CORLEAP members join ministers at Eastern Partnership meeting  
Emin Yeritsyan, CORLEAP co-chairman

​Emin Yeristyan, CORLEAP co-chairman (archive)

Speaking at a meeting of foreign ministers on 15 October, the foreign-policy chief of the European Union, Federica Mogherini, underlined the importance of working with local and regional authorities to communicate about the EU with citizens of the six Eastern Partnership countries.

The Eastern Partnership Foreign Ministers meeting in Luxembourg was attended by two representatives of the Conference of Regional and Local Authorities for the Eastern Partnership (CORLEAP), which was created by the European Committee of the Regions in 2011. Other stakeholders who were invited were the EaP Civil Society Forum, EURONEST, the European Investment Bank and the European Bank for Reconstruction and Development.

The meeting took stock of progress over the past 10 years towards achieving 20 deliverables intended to strengthen the economies, governance, connectivity and societies of Armenia, Azerbaijan, Belarus, Georgia, Moldova and Ukraine. The discussions also considered what should happen beyond 2020, preparing the ground for a 10th anniversary event in 2019 and paving the way towards the Summit of national leaders from the EU and the Eastern Partnership countries in 2020.

CORLEAP will contribute to debate with recommendations and hopes to be able to set out its principal proposals directly to national leaders, as was the case at the last Eastern Partnership Summit in November 2017.

At the ministerial meeting, Pavel Branda (CZ/ECR), a member of the CoR and deputy mayor of Rádlo, said: "A policy focus on common ownership, joint commitment and tangible benefits for citizens cannot be sustained without the involvement of local and regional authorities. Our main message is straight-forward: Help us deliver even more!"

He continued: "The understanding and acknowledgement of the sub-national efforts are essential for further pursuing decentralisation reforms and sustained empowerment of local and regional authorities, with the ultimate aim of consolidating local democracy and territorial development – seeds for overall stability and prosperity."

The importance of communicating about the Eastern Partnership and of countering disinformation emerged as common threads during the debates on the achievements and future of the Partnership, and it was one of the principal points made to foreign ministers by Emin Yeritsyan, president of the Union of Communities (Municipalities) of Armenia and co-chairman of CORLEAP.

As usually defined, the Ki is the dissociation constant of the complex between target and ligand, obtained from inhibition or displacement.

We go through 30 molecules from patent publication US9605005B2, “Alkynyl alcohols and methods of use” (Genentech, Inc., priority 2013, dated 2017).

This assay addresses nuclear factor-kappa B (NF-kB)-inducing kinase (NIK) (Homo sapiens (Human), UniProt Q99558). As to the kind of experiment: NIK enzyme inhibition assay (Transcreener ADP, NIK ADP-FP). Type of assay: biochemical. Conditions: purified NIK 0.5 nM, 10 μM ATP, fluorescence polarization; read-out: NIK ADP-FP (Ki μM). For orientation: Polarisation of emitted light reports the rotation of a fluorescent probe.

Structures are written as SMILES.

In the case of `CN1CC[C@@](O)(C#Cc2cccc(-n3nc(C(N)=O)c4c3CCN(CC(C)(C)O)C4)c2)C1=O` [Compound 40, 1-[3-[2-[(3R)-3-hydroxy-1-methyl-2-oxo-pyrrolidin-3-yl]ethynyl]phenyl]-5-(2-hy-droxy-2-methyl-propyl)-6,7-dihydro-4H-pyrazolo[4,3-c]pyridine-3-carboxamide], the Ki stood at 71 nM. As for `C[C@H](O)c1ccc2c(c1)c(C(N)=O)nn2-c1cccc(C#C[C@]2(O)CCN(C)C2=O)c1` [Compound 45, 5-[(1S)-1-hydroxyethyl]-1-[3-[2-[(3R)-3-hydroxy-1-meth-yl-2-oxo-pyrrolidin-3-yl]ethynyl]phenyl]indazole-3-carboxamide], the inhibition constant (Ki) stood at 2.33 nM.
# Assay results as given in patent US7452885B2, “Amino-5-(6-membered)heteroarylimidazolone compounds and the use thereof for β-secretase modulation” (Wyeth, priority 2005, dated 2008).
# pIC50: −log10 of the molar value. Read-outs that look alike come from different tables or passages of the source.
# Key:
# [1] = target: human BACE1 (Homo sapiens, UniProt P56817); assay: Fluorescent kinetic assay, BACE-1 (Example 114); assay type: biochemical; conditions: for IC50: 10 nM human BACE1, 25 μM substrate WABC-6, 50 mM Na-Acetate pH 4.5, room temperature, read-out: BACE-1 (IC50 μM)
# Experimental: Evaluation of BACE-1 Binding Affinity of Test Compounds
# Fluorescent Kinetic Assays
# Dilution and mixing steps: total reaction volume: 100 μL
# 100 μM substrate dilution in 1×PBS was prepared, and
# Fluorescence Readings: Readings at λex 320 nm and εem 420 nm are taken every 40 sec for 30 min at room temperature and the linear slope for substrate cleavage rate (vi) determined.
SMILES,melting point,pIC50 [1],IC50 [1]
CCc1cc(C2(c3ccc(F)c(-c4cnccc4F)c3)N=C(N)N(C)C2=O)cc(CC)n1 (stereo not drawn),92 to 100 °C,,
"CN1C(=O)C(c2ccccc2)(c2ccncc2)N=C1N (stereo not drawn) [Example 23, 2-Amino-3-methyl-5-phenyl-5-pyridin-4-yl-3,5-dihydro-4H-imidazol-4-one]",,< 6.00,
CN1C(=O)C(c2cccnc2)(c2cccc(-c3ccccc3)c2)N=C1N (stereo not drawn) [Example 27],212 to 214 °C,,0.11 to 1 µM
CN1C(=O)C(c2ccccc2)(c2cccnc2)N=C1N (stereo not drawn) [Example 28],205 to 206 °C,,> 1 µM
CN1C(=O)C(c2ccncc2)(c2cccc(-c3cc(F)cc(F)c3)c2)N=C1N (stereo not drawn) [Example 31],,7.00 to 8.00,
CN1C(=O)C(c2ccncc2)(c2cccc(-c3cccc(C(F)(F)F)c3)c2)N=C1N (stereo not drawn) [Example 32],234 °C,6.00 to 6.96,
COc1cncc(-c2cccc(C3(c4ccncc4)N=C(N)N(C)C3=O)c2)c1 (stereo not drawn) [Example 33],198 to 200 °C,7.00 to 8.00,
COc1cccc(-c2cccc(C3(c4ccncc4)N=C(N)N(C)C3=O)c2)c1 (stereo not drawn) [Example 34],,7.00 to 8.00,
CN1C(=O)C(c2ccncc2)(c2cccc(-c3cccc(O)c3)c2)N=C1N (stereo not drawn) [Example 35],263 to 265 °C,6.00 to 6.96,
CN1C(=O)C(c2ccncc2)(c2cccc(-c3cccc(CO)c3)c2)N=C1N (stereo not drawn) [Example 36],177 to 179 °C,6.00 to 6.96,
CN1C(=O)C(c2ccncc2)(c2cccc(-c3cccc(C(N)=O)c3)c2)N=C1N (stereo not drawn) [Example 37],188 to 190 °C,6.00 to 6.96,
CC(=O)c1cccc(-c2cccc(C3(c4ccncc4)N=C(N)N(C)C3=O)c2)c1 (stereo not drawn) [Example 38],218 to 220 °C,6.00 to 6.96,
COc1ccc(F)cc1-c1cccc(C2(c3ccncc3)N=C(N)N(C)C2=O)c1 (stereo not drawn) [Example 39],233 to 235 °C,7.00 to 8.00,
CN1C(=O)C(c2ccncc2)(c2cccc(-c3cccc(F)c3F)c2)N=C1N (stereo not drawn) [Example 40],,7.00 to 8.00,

Mr Yeritsyan said that CORLEAP plans "to help local and regional authorities fight disinformation, raise media literacy and improve understanding of disinformation technics in their constituencies". CORLEAP will draw on its experience of organising a youth workshop on disinformation in Kyiv on 24 September, during which "four mixed groups of young people from all six EaP countries created complex disinformation campaigns and proposed concrete steps to counter those".

Looking back over the years since the Eastern Partnership was launched in 2009, foreign ministers highlighted the conclusion of visa-liberalisation agreements, Deep and Comprehensive Free Trade Agreements, and association agreements as the central achievements, while Johannes Hahn, the European Commissioner for European Neighbourhood Policy and Enlargement Negotiations, also stressed the value of the EU's support for social and medium-sized enterprises and of a now-finalised action plan to invest in 5,500 kilometres of road and rail projects by 2020. Looking ahead, a range of speakers identified the need to build up the resilience of countries to cope with hybrid attacks, in part by increasing cooperation between members of the Eastern Partnership and with countries within the EU.

Mr Yeritsyan is CORLEAP's rapporteur on "Economic cooperation and economic development at local level in the Eastern Partnership countries" and, in 2016, developed CORLEAP's recommendations on "Energy efficiency: The role of the local and regional authorities". As president of the Union of Communities (Municipalities) of Armenia, he has championed the Mayors for Economic Growth initiative by the European Commission. To date, 266 communities have joined initiative, which is currently in its pilot phase; of these, 72 are from Armenia. Thanks to the scheme, local communities gain access to the technical support of the European Commission in drafting local economic-development strategies.

Mr Branda is the CoR's rapporteur on "People-to-people and small-scale projects in cross-border cooperation programmes", which was adopted in mid-2017, and, as a member of CORLEAP, he champions the potential of cross-border projects as a means of improving relations between communities.